If you have always wanted a Russian hamster, there are two different breeds that you should explore: Campbell’s Dwarf Russian Hamster and the Dwarf Winter White Russian Hamster. Both are small hamsters, four inches and under, and they are often confused with one another. If you got yours at a pet store it is most probably a Campbell’s as the Winter Whites are rare and only obtained from breeders.
The Campbell’s Russian Hamster was named for W.C. Campbell, who was the first person to capture a wild one in Tuva, Mongolia in 1902. It is sometimes called a Djungarian hamster because that is the name of the location in Mongolia where it was found. The Campbell’s Russian can also be found in Central Asia, Northern China, and parts of Russia. In the wild, this hamster lives in steppes, which are grass-covered plains. They dig burrows that sometimes extend as far underground as three feet.
These burrows are lined with dry grass and sheep’s wool which they scavenge. There are many doors for escape and entry should one of the hamsters be bothered by a predator. The temperature in the burrow is around 62 degrees even though outside might be in the mid-seventies or below zero. Campbell’s hamsters, like most hamsters, are nocturnal and will travel as far as a mile in the dark in search of food. The pockets in their cheeks allow them to carry home plenty of food when it is found.
All of the first Campbell’s hamsters were gray in color but eventually breeding produced a white one. Now they come in several colors and have markings such as a band of a different color around the neck, spots, and mottling. Hamsters do not have very good vision and use scent to mark territory and to find a mate. The scent glands on a Campbell’s Russian Hamster are located on the abdomen of the male and on the genitalia of the female.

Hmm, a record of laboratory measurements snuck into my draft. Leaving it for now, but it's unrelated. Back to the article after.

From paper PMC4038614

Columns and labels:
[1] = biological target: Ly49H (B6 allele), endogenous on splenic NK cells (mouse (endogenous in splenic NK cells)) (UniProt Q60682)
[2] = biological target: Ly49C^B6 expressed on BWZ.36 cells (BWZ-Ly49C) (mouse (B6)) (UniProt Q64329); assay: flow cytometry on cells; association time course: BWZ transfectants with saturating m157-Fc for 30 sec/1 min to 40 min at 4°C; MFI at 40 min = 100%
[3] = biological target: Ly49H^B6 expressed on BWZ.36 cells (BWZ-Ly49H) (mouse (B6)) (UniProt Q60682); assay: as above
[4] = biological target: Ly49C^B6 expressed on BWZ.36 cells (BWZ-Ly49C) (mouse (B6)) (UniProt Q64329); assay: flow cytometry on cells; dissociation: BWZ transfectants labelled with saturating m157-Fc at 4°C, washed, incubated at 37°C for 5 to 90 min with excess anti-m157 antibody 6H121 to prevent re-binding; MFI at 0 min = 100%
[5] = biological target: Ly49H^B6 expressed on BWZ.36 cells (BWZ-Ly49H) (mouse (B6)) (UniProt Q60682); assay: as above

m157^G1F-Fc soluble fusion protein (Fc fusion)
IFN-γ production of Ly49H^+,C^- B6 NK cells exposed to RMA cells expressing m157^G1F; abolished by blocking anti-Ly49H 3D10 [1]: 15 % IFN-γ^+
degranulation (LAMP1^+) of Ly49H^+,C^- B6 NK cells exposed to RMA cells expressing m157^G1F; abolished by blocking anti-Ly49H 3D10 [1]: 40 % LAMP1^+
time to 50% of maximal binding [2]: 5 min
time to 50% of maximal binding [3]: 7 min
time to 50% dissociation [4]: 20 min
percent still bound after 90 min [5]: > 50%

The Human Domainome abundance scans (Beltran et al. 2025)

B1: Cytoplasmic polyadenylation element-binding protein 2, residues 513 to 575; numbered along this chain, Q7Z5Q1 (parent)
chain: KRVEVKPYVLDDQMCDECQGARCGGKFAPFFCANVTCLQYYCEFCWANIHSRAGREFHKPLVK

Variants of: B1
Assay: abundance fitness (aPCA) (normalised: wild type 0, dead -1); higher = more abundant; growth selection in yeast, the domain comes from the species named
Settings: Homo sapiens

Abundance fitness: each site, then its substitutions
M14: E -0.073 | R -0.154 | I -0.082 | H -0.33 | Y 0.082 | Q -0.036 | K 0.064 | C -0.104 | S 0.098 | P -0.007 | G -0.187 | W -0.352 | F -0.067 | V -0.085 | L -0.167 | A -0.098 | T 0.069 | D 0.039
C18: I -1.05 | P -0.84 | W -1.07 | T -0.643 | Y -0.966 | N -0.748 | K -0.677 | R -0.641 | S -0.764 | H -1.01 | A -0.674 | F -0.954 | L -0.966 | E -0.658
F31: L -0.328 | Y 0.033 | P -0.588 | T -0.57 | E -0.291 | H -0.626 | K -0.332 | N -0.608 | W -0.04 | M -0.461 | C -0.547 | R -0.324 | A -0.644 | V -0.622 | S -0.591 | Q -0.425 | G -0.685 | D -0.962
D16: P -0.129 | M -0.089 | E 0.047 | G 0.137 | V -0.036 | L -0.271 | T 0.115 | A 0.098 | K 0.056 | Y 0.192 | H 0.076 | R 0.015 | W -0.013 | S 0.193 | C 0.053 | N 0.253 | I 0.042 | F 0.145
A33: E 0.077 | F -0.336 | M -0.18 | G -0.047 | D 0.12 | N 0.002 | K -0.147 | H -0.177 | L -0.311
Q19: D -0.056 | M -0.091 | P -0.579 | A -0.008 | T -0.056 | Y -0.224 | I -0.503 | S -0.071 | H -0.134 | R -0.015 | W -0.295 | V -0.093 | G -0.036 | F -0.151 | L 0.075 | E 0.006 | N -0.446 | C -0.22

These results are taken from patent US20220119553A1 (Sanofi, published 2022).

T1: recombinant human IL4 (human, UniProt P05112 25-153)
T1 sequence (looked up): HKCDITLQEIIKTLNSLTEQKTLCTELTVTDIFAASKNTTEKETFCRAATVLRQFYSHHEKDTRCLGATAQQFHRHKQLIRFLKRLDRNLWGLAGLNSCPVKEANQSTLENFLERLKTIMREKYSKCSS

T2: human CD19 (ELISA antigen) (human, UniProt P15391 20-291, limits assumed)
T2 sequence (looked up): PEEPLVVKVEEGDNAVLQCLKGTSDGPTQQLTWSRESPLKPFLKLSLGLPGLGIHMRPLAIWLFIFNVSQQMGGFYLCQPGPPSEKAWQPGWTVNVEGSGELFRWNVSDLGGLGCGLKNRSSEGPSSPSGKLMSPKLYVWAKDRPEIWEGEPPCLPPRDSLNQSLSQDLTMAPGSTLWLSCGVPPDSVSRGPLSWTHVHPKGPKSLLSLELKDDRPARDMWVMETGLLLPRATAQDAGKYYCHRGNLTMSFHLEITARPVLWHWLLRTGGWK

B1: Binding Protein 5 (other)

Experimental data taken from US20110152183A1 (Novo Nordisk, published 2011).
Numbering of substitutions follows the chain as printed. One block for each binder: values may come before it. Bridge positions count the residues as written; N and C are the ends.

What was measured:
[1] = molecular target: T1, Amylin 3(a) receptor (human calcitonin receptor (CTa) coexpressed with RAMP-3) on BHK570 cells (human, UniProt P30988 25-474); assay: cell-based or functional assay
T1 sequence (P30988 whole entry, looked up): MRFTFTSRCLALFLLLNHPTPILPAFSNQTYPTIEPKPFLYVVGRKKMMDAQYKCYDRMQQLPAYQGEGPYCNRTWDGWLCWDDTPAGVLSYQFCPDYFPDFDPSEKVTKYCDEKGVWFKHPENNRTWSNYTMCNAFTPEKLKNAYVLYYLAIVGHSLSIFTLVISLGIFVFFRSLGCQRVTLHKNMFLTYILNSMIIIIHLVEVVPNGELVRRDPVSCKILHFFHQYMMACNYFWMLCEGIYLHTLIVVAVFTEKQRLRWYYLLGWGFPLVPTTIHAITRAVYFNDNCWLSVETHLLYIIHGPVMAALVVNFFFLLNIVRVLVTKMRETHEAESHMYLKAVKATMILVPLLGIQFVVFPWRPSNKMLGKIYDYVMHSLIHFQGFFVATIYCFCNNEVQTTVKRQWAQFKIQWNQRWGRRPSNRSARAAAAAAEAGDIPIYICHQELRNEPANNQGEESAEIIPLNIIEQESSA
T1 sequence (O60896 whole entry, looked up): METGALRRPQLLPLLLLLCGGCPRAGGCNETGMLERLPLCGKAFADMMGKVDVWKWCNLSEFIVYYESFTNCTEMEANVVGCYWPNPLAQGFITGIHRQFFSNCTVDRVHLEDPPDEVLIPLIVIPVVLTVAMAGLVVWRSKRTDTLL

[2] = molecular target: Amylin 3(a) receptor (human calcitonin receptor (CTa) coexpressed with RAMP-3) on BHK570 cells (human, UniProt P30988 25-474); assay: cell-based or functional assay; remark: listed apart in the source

The Dwarf Winter White Russian Hamster is the second kind of Russian hamster. Like many rodents, these hamsters have the ability to change their color to white in the winter for protection. Normally they are dark gray color. In the late 1980s a couple of different colors started to be found in White Russians. The first had a white coat with black guard hairs, black eyes and gray ears. This one became known as the Winter White Pearl. The second had the same color ears and eyes but the coat was a smoky gray. There was a tinge of blue as well. This hamster became known as the Winter White Sapphire.
If you should desire a Russian hamster, the Campbell’s is easier to find, as many pet stores that have Syrian hamsters also have these dwarfs. To find either, the best place to look is at hamster breeder directories, which can be found on the internet. The Russian Dwarf hamsters are very cute and make great pets.